The Cairo is the sole survivor of the fleet of river gunboats built by the Union during the Civil War with the object of controlling the lower Mississippi River. Designed by Samuel Pook and built by James B. Eads, it saw limited battle and was sunk on the Yazoo River in 1862 by newly developed electronically detonated mines, becoming the first craft ever sunk by this predecessor to torpedo technology. The 175-foot ironclad vessel had 13 guns.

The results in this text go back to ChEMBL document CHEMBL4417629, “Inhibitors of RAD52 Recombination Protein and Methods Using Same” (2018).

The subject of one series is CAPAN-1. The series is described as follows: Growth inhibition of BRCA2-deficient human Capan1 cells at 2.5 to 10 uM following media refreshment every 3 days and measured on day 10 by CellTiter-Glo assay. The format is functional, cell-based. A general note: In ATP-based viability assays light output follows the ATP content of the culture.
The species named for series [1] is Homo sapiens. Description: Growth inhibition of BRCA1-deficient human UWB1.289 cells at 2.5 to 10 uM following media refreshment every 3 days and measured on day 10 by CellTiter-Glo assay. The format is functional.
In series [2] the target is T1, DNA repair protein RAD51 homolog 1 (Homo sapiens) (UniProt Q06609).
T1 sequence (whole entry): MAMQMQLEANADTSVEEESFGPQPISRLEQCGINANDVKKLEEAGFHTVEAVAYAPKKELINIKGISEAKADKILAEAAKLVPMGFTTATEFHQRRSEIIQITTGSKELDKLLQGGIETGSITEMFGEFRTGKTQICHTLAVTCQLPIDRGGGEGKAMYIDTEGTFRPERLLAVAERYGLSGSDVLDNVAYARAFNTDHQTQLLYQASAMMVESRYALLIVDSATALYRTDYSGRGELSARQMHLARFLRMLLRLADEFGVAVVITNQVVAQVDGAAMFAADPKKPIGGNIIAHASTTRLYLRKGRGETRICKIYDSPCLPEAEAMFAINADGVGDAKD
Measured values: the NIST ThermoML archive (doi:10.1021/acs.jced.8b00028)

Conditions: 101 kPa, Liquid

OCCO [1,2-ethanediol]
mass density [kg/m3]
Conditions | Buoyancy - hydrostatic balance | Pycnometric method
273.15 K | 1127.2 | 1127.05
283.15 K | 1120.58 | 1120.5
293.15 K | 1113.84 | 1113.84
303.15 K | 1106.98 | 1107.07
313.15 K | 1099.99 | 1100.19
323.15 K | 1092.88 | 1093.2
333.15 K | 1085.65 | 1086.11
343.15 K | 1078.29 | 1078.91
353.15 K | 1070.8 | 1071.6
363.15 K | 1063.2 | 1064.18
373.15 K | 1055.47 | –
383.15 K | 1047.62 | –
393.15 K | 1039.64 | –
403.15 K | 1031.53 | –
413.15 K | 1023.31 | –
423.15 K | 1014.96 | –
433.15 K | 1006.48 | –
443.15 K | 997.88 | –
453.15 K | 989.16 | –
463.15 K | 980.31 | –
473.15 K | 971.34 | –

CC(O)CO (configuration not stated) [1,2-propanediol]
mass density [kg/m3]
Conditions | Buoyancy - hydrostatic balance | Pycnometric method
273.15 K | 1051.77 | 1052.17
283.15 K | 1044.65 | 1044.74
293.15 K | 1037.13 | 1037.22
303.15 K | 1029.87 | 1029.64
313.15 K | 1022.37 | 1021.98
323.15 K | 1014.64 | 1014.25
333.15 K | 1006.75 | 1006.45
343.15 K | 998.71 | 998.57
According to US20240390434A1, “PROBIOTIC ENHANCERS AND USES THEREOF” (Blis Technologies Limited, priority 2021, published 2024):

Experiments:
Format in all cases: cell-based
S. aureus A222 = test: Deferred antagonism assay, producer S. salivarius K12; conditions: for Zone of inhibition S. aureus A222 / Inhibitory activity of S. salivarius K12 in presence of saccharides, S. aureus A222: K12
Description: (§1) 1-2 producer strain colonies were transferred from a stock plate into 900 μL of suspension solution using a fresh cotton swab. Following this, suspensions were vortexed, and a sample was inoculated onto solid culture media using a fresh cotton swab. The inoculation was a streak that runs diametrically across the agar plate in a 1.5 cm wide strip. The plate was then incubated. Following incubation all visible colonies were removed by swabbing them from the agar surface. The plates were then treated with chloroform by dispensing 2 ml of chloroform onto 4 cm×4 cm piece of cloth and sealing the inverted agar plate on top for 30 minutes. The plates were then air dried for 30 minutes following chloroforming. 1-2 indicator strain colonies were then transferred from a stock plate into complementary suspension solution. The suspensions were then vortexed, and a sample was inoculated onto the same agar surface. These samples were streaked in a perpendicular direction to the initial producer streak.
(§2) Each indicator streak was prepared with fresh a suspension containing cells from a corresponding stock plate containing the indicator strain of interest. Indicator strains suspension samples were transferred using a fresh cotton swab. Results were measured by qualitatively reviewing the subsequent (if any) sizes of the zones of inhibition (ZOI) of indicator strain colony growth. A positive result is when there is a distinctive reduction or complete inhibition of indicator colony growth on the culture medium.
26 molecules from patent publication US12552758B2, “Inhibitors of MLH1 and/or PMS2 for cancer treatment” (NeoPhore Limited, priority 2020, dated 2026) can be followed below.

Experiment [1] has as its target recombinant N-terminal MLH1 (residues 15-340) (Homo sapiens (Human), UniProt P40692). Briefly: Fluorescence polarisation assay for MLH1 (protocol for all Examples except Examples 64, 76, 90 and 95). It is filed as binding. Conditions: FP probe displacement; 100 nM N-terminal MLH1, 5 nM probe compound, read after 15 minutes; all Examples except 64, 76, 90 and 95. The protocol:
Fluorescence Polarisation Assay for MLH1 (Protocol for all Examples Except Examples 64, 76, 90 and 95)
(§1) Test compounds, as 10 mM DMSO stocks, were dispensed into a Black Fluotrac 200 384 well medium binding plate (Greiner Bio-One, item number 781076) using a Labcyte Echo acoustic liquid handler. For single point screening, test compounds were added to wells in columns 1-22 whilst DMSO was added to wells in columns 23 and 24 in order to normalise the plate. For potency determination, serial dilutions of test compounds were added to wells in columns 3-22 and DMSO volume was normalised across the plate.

The Lake Moeris Quarry Road, in the Faiyum District of Eygpt, is the oldest road in the world of which a considerable part of its original pavement is still preserved. This road was used to help transport the heavy blocks of basalt from the quarry 43 miles southwest of Cairo to the royal sarcophagi and pavements for the mortuary temples at Giza just outside Cairo. The road covered the 7.5 miles from the quarry to Lake Moeris which, at that time, was 66 ft above sea level.